Bitter 421

Britta’s stomach was twisted in a knot as she made her way to the edge of town. She was leaving, and she wasn’t coming back. At least, that was the plan.

It was exciting. She couldn’t remember the last time she had felt like this. There had been times in her life when she was heading towards something new, but it usually came with a sense of dread along with the excitement. An unwelcome but inescapable question in the back of her mind: What will go wrong this time?

There was nothing to be gained by that sort of pessimism, she knew that. But what can you do when your brain insists on asking?

This time, as she strolled through town, was different. She had no reservations. There were no alarming concerns to worry about. She was going on a trip, and she was looking forward to it.

The area around the outskirts hadn’t changed much. The new version of Quosada still had it’s slum areas. Kids playing in the streets stopped to look at her. They were dirty and ugly, the kind of children you find in some rural backwater town who turn out to be surprisingly good at playing the banjo.

Even they couldn’t spoil Britta’s mood. She waved at them as she walked by. Their stern, eerie faces broke into smiles as they waved back. Britta couldn’t help but laugh as they wished each other farewell.

When she got past the town wall, she summoned Donald. He was as unbothered as ever, and immediately set about eating the nettles and weeds growing around them.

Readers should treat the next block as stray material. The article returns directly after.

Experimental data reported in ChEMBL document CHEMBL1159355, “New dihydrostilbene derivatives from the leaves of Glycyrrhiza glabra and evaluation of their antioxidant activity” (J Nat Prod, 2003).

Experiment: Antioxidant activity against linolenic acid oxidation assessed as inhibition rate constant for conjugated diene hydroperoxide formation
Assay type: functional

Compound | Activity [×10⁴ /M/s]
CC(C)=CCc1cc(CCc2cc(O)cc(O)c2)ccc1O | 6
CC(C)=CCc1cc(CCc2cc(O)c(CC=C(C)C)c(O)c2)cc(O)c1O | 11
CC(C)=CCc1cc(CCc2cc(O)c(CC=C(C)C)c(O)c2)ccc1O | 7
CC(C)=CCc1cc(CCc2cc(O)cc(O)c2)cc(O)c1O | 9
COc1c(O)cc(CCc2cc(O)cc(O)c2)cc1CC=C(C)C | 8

Britta took out a carrot she had found among her belongings. It wasn’t the freshest, but it looked edible. Did food go off here? It probably didn’t last forever, but she hoped things left in her backpack wouldn’t go soggy and rotten like they did in the bottom of the fridge. She made a mental note to keep her bag clean and tidy. She made a second mental note to do that with her book bag at home, too.

Donald accepted the carrot, and then nuzzled Britta’s stomach. Which could have been a sign of affection, or a search for more hidden carrots. Either way, it made her feel happy. Everything was going according to plan.

She got on her goat and they trotted down the road. She opened the map to see what was marked. The capital city wasn’t, but it might too far on this scale. She pinched the map and tried to reduce it in size so she’d be able to see more of it.

It worked, to a degree. It got smaller, but the outer areas were blank. She probably needed to get closer for it to be revealed. Or she should have spoken to someone and found out more.

Things that were on the map were the Gnome Village entrance, the ranch where she’d got Donald, and the mountain she’d flown out of with the gryphon. She didn’t know if they had changed, but they still existed.

What she needed was a checkpoint. She wasn’t going to make it to her destination in one session. It would be pointless travelling across half the map, logging out, and then relogging back in town. She’d never get anywhere like that.

The game obviously didn’t expect players to remain in-game for several days at a time, so there would be regular places to save your progress. She just had to find them. And one she already knew about was in the Gnome Village.